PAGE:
Daniel Tarus in the paper titled, “Do diaspora remittances affect banking sector development in Sub Saharan Africa?” looks into the role of inward remittances from diaspora and how they have contributed to strengthen the banking sector services in Sub-Saharan Africa. Diaspora remittances to countries of origin constitute the largest source of foreign capital flows after foreign direct investment. The paper contributes to the extant literature by looking specifically at the effect of diaspora remittances on banking sector development in Sub-Saharan Africa. The paper draws data from 23 Sub-Saharan African countries over the period 1994-2009, giving a sample of 345 country-year observations. Fixed effects regression was used to achieve this objective. It is concluded that increasing remittances to Sub-Saharan Africa enhances the development of the banking sector. The paper further concludes that the capital flows from remittances have the potential to influence the competitiveness of emerging markets through the improved credit base of the market.
Nominated paper from this special issue to the journal annual awards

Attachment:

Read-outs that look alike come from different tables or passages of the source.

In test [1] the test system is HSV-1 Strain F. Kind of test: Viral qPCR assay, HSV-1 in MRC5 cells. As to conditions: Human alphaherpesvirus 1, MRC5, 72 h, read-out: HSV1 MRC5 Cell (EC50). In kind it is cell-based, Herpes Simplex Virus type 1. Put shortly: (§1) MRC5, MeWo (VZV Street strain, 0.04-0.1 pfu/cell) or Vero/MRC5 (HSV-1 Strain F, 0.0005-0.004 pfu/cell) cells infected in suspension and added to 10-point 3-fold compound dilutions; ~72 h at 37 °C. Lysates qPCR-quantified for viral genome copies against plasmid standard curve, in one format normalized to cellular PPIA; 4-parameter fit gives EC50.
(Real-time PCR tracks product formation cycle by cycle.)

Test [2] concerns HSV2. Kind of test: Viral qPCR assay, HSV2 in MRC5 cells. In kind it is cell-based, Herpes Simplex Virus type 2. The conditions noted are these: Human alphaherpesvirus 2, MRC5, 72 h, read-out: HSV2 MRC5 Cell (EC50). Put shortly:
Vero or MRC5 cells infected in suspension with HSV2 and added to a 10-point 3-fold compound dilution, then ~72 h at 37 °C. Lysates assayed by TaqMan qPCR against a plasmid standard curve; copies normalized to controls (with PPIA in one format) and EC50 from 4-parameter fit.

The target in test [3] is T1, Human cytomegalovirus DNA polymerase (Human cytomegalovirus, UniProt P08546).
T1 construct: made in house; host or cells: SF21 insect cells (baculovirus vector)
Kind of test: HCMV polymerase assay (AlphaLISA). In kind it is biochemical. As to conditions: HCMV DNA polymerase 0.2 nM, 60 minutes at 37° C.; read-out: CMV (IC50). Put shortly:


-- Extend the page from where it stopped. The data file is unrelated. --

Title: What motivates Indian firms to invest abroad?
Authors: Khanindra Das and Nilanjan Banik
Nominated reviewer from this special issue to the journal annual awards
Imlak Shaik, Assistant Professor, Department of Management Studies, BITS Pilani, India
Special thanks and acknowledgement
Editor-in-Chief: International Journal of Commerce and Management
Former Editor: Professor Dr Abbas J. Ali
Current Editor: Professor Dr Hussain G. Rammal
Thanks to anonymous reviewers
Badri Narayan Rath
Helana Isabel de Sousa
Pradeep Kumar Choudhury
Rani S. Ladha
Richard David Ramsey
Syed Ali Raza
T. Satyanarayana Chary
India Development Foundation, Gurgaon, India
Great Lakes Institute of Management, Chennai, India, and
K. Srinivasa Reddy
Independent Researcher, Amaravathi, India
Dima, A.M., Musetescu, R. and Paun, C. (2008), “Trade and competition policies at the crossroads: conflicts and synergies on the long run”, Journal of International Trade Law and Policy, Vol. 7 No. 1, pp. 79-90.
Fatehi, K., Veliyath, R. and Derakhshan, F. (2008), “Emergent realities of global competition: the changing demands on managers and governments”, International Journal of Commerce and Management, Vol. 18 No. 1, pp. 77-92.